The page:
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A Visit to Heaven

Fubbi Quantz_internetBy Harold Klemp

Lenny was a seeker.

Years ago, Lenny had gone hunting in a neighbor’s field with his father, brother, and a neighbor friend. Tragedy was to change Lenny’s life. Lightning struck both him and his neighbor, who died immediately. Lenny himself went into cardiac arrest. His brother revived him en route to the hospital. In the emergency room, however, Lenny’s heart then failed again.

The medical staff tried everything in its power to revive him, but without success. Grave, hopeless seconds flew away like falcons upon the wind. Unable to make out a sign of life, the doctor signaled a nurse to pull the plug. As she bent over to disconnect the monitors, the faintest bleep sounded from the EKG.

Life!

The team sprang into action, reviving Lenny.

He lay in a coma for six hours. But seemingly unconscious, he’d actually awakened out of the body, in the inner worlds.

A realm of stunning beauty greeted him. There he found delightful rest and peace. His was a flood of bliss and ecstasy. And in that place of unspeakable love, Lenny caught sight of his neighbor, who’d  been struck by lightning and translated (died). The man was lingering near a stairway leading to an even greater light. He motioned Lenny to join him; they’d ascend the stairs together. But Lenny shook his head. No, there was still plenty to see and do on earth.

Then a man with a snowy beard and in a long white robe addressed him. Was this God? (Lenny was to learn later that this exalted being would never, ever make a pretense of being God.) The old man spoke of the changes to come for Lenny: his future.

Lenny met other beings too. One especially striking man had a gleaming bald head, but more about that later.

Lenny could recall only fragments of his inner conversations with those beings, though the beauty and tranquility of that world were like an exquisite script engraved upon his heart. His remembrance of that celestial place enfolded him in an aura of peace and contentment. So profound and pure, in face, was this recollection that he would spend many fruitless years trying either to recapture or escape its memory.

Lenny regained consciousness. Later Lenny’s doctor would confide to him what a miracle his recovery had been. Such things did not happen; it was simply unheard of. The doctor, badly shaken by Lenny’s amazing recovery, could not understand how he ever survived. It defied all reason.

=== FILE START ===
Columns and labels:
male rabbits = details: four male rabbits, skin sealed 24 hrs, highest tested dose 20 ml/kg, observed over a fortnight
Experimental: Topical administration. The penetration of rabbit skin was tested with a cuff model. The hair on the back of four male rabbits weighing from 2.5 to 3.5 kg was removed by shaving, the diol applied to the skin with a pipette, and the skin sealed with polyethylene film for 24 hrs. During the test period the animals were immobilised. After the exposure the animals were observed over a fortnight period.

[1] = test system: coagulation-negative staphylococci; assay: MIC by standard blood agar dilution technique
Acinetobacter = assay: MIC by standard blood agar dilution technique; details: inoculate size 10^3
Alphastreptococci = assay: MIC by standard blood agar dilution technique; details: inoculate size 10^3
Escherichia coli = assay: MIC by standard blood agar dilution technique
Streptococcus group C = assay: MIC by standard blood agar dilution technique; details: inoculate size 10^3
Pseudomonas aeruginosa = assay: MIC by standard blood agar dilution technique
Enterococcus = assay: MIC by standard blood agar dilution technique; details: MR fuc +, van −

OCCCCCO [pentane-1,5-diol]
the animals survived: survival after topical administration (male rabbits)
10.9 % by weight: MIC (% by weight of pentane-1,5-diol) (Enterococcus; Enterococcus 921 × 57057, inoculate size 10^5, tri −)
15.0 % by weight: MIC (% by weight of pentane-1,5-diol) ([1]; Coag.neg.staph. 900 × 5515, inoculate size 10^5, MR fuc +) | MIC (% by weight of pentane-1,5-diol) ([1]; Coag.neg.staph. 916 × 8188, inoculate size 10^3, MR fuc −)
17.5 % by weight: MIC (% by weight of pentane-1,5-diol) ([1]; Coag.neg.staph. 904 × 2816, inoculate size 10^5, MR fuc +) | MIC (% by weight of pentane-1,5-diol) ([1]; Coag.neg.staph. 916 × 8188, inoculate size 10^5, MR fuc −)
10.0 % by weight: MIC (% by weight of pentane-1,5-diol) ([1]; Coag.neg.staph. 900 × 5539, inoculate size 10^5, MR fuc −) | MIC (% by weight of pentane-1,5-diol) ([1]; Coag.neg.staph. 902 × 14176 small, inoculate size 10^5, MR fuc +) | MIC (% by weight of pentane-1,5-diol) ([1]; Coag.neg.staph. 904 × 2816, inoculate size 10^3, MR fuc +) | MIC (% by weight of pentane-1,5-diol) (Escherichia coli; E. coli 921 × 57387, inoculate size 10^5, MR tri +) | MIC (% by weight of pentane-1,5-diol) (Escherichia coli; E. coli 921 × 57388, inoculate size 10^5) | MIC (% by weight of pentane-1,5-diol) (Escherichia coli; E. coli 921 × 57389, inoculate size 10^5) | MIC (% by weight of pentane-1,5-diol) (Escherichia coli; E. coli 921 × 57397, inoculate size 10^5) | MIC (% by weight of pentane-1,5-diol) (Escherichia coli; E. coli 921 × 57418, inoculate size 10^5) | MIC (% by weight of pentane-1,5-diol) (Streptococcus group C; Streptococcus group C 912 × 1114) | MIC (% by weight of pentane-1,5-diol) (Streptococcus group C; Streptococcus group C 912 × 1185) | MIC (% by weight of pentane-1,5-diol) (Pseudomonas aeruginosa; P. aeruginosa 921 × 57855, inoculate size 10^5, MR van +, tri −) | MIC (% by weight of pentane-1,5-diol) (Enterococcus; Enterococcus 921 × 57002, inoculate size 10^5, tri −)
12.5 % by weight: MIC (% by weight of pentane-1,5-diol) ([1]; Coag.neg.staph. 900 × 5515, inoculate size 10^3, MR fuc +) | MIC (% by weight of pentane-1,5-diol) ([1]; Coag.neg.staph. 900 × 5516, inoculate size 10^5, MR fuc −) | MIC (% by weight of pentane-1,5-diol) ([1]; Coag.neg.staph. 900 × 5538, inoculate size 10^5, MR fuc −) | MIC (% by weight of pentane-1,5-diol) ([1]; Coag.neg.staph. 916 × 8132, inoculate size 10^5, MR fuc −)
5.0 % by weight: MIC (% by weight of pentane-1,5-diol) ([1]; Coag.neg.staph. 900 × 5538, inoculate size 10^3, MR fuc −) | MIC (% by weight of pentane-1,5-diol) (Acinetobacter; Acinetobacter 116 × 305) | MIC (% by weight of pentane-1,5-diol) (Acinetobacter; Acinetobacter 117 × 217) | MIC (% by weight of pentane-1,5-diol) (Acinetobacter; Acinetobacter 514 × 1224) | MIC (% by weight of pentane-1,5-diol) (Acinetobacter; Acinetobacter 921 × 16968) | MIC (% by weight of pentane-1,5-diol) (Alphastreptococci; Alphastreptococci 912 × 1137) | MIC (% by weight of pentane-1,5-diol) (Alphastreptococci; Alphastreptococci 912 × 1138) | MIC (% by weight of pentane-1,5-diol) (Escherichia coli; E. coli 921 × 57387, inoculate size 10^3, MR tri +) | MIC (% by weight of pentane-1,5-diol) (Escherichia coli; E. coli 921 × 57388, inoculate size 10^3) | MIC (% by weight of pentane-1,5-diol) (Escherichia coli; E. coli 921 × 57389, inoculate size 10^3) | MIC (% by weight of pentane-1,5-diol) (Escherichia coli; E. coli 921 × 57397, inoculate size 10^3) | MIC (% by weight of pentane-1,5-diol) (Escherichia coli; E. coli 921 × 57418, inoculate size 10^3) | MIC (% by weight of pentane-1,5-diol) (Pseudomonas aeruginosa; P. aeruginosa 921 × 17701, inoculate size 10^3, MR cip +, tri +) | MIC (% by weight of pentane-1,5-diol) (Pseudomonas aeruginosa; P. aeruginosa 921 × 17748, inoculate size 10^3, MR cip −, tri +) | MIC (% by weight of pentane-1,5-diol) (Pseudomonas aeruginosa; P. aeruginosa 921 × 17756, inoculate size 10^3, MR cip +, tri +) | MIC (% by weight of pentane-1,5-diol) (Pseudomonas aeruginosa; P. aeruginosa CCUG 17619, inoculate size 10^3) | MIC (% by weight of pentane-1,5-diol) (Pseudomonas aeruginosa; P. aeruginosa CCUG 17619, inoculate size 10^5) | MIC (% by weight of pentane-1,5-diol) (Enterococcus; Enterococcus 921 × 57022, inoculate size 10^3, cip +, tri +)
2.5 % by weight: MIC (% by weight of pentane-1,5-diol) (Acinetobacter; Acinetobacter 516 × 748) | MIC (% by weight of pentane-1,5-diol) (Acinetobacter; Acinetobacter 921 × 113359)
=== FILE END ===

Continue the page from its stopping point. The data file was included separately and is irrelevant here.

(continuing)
For the next twenty years Lenny tried to blot his near-death experience from memory. He desperately wanted to get on with living, yet the exquisite splendor  of that divine love continued to haunt him. So Lenny felt like a misfit in society.

Ten years after leaving the hospital, tragedy struck again.

Lenny’s best friend suffered a massive heart attack and died in his arms. The shock of it brought to mind memories of his own near-death experience. No question about it, his friend was rejoicing in the very love and peace that Lenny had once enjoyed too. Every waking hour since his best friend’s death, Lenny tried to recapture that elusive feeling of total love and acceptance.

A few years ago, Lenny’s own life began to unravel. For one thing, his marriage crumbled. Then, his career went up in smoke. He’d lost everything worth living for. Gone. Everything was gone. Yet even during this storm of pain and turmoil, Lenny could feel a guiding hand directing his affairs.

Who or what was this silent presence?

One day, seized by despair while out driving, Lenny cried, “What’s going on? Help me! I give up! Do with me what you will. I need help!”

At that very moment, a white car swerved in front of him. Its bumper sticker read “ECKANKAR 1-800-LOVE GOD.” Curious, he thought.

Soon he began to notice those bumper stickers everywhere.

Tossing and turning one night, Lenny realized he was spiritually on the edge of a precipitous cliff. He crawled from under his covers and switched on the TV. On the screen was an ad for the ECK Worldwide Seminar in Minneapolis, Minnesota. A voice inside him said, “Call the number.” Lenny hesitated. “Call the number!” So he dialed 1-800-LOVE GOD.

A short while later, a mailing arrived from Eckankar. Inside it was a free book, ECKANKAR—Ancient Wisdom for Today. He skimmed it; he liked it. All right, then, it was time to visit the Temple of ECK in Chanhassen, Minnesota.

Lenny, a Minnesota resident, had driven past the temple for ten years. He’d always known he’d stop in someday, but a certain timidity kept him from it.

He finally overcame his reluctance and went to the temple. Inside, a genial host offered him a tour, to which Lenny agreed. The tour coursed along a corridor to a chapel near the main sanctuary. There, on a wall, hung color portraits of ECK Masters.

Lenny stared at them. For the first time since his near-death experience, he finally understood his out-of-the-body journey. He recognized the ECK Master Fubbi Quantz. He was the man with the white beard and long white robe. He was the very one Lenny had once mistaken for God, the one who’d told him things about his future.

And there, too, was a portrait of Yaubl Sacabi, the bald-headed man who’d offered guidance in times of trouble.

For the first time in twenty years, Lenny knew with absolute certainty that his experience had been real. He wasn’t crazy; in fact, he was blessed.

In good time, Lenny learned about karma, reincarnation, and past lives, and he also found answers to a lifetime of questions. Best of all, he discovered the way to again enter those worlds of light, love, and infinite beauty he’d seen so many years ago. It is through the Spiritual Exercises of ECK.

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Excerpted form ECK Wisdom on Life after Death.

 

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